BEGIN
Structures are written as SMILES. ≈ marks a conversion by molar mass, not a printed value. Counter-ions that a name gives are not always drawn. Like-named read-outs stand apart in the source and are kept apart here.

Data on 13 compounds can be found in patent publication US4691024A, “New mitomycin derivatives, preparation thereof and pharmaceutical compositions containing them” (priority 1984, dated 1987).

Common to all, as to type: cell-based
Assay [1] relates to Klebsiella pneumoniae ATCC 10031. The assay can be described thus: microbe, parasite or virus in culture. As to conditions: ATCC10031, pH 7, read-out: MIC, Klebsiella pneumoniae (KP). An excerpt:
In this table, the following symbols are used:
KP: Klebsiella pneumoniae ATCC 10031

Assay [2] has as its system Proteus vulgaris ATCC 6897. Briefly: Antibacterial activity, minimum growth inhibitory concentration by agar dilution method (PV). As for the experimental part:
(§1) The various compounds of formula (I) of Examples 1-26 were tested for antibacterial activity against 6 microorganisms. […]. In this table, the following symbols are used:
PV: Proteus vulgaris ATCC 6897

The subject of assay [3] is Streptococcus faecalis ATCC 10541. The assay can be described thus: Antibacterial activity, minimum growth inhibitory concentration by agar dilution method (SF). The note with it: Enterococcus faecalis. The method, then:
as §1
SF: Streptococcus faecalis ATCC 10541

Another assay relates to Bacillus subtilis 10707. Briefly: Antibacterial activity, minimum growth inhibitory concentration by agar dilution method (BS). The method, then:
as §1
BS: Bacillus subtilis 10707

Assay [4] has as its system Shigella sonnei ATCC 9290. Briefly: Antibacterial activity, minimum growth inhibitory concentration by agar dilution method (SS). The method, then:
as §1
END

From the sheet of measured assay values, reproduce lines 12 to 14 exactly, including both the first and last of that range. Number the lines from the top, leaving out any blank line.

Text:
SF: Streptococcus faecalis ATCC 10541

Another assay relates to Bacillus subtilis 10707. Briefly: Antibacterial activity, minimum growth inhibitory concentration by agar dilution method (BS). The method, then:
as §1